As caregivers devote themselves to patient care and comfort, they may not realize that some of their repetitive or strenuous daily activities have the potential to cause injuries or strain. The Department of Nursing and MGH Occupational Health Services (OHS) is successfully addressing one of the leading causes of work-related injuries at hospitals the handling of nonambulatory patients.
To protect patients and staff during the lifting and repositioning of patients, Nursing and OHS investigated various technologies, piloting ceiling lifts on two inpatient units. Based on positive feedback from staff and patients, lifts were installed in all inpatient rooms on these floors to reduce preventable staff injuries and enhance patient care. To date, 12 inpatient care units have had lifts installed, and by the end of 2009 all units — with the exceptions of Psychiatry and the Neonatal Intensive Care Unit — are scheduled to be equipped with the lifts. Members of the nursing services and other caregivers have undergone comprehensive training in the effective and safe use of the lifts at the Norman Knight Nursing Center for Clinical and Professional Development.
GETTING A LIFT: An MGH patient on White 12 is helped by Alex Boed, RN, and Teresa Connolly, RN.
"Previously, staff used their own strength to pick up patients," says Gaurdia Banister, RN, PhD, executive director for the Institute for Patient Care. "This has the potential to cause musculoskeletal injury or strain over time. Nurses have reported great satisfaction with the ceiling lifts, which are just one of the ways we are fostering the safest environment possible for our staff and patients."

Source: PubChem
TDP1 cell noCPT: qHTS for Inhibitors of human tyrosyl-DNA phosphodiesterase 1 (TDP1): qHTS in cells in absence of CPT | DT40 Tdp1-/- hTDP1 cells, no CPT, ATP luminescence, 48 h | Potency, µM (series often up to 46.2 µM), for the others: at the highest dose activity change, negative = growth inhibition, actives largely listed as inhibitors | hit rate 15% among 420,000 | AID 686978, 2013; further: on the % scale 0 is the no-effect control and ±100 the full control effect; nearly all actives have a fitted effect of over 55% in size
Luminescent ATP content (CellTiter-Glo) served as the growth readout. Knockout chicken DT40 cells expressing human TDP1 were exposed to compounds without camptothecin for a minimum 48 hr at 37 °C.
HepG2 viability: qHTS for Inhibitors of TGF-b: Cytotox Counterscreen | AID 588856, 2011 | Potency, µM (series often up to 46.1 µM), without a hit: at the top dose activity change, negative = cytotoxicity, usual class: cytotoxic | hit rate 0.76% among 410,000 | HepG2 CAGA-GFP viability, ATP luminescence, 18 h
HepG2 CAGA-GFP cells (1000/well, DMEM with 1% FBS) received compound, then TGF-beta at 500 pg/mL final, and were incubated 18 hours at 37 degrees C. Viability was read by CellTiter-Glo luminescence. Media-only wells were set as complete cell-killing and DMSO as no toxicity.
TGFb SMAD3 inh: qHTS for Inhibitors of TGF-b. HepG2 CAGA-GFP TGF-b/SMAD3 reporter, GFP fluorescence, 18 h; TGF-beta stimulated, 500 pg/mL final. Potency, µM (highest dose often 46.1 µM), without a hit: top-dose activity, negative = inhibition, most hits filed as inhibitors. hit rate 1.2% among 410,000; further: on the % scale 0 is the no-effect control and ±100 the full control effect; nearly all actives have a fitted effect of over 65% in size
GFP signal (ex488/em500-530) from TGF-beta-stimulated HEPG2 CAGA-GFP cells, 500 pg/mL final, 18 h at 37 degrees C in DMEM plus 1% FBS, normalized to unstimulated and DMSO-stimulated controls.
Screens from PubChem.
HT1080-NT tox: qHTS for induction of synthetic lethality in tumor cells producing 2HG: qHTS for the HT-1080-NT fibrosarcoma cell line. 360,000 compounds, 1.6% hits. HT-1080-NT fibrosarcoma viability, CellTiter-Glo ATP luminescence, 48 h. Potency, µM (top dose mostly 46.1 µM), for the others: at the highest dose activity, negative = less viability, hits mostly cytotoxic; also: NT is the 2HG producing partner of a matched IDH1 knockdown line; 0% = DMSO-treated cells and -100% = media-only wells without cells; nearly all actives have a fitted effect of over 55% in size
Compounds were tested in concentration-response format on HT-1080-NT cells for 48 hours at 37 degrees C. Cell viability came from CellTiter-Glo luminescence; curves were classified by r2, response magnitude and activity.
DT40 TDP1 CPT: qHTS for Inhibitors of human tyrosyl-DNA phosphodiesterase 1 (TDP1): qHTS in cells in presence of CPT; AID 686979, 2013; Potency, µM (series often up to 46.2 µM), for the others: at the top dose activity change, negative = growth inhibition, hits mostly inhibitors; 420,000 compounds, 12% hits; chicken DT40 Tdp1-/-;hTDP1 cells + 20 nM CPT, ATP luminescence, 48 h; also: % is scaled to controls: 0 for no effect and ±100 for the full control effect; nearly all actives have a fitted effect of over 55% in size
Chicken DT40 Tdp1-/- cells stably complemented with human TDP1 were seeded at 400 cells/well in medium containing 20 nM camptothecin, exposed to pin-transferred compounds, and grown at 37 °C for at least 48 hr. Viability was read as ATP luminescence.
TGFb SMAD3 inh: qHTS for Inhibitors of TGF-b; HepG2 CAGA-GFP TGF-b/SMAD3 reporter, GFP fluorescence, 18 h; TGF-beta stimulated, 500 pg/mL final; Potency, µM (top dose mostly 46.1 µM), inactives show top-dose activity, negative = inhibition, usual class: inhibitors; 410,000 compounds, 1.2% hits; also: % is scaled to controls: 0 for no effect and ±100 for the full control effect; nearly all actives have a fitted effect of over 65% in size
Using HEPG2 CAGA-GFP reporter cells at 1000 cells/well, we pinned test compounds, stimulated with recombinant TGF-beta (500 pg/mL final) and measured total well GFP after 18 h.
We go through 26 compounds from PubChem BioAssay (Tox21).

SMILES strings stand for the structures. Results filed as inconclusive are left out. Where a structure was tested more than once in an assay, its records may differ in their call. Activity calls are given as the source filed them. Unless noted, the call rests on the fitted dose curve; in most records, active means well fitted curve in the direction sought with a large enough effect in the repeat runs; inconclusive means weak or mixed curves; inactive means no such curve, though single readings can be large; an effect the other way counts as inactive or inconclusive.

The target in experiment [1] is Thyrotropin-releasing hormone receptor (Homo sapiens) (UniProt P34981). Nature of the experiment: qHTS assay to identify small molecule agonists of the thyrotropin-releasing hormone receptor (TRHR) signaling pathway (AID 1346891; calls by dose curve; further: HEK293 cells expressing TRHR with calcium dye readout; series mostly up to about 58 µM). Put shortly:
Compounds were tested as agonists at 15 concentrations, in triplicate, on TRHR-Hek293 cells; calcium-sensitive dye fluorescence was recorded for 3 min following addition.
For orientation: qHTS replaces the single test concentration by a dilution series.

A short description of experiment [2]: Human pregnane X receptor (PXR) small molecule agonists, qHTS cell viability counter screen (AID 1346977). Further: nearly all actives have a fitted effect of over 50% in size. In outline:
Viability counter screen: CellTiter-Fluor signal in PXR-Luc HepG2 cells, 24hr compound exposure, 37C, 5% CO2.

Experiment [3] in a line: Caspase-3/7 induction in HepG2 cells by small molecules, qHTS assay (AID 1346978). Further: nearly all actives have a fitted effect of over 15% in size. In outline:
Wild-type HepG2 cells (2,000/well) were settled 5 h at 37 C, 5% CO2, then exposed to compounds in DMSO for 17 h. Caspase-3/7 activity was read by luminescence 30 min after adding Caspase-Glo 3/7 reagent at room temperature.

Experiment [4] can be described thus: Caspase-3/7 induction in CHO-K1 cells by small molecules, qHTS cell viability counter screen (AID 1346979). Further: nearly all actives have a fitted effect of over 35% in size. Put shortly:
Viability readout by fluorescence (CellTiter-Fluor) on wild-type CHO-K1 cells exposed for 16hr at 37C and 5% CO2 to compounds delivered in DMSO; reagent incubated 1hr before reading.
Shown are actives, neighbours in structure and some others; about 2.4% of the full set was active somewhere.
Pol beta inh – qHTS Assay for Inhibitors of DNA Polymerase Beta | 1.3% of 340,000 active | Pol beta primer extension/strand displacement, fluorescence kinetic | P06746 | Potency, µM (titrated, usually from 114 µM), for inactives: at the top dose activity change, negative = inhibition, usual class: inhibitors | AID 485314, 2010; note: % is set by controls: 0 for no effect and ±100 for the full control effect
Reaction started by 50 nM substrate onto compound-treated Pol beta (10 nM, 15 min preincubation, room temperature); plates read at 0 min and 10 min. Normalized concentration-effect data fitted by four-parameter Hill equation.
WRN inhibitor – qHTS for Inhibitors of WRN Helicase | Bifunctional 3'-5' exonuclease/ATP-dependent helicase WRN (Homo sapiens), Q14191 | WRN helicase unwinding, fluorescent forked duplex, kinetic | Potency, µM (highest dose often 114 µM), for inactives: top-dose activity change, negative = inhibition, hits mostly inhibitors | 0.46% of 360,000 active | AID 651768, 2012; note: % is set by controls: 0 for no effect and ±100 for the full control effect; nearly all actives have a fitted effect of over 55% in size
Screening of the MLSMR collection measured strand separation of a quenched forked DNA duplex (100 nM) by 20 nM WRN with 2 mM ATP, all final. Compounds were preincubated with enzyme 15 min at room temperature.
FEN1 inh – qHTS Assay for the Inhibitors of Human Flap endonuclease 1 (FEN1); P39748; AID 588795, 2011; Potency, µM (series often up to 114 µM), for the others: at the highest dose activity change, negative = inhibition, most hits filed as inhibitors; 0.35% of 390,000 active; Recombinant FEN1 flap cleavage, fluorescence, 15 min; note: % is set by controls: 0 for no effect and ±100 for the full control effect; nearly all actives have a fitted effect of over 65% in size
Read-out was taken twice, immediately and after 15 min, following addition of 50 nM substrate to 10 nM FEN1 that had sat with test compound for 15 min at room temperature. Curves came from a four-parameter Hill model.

With the installation of the lifts, caregivers may observe a variety of benefits for patients, including a decrease in handling injuries and less discomfort when being moved. Ceiling lifts also have been used to help patients stand and walk. Kristin Parlman, PT, DPT, NCS, clinical specialist for Physical Therapy Services, described a scenario in which a patient with a brain injury was unable to roll, sit or stand due to a strong automatic pushing response against any manual assistance. With the ceiling lift and a gait sling attached, the physical therapist was able to provide the needed "hands-off" approach that enabled the patient to stand and take steps. Within the first treatment session, the patient progressed to walking and running within the safety of the ceiling lift system. This technology significantly contributed to the development of a plan of care that maximized patient participation.
"As we progress in cultivating a safety culture on our patient care units, we will continue to research and implement new technologies and approaches toward enhancing staff and patient safety," says Jeanette Ives Erickson, RN, MS, FAAN, senior vice president for Patient Care and chief nurse. "I would like to thank George Reardon, director of Systems Improvement, and his Management Systems team for leading the ceiling lift project. The effort supports our quality and safety goals and the goals of the Patient Care Services strategic plan."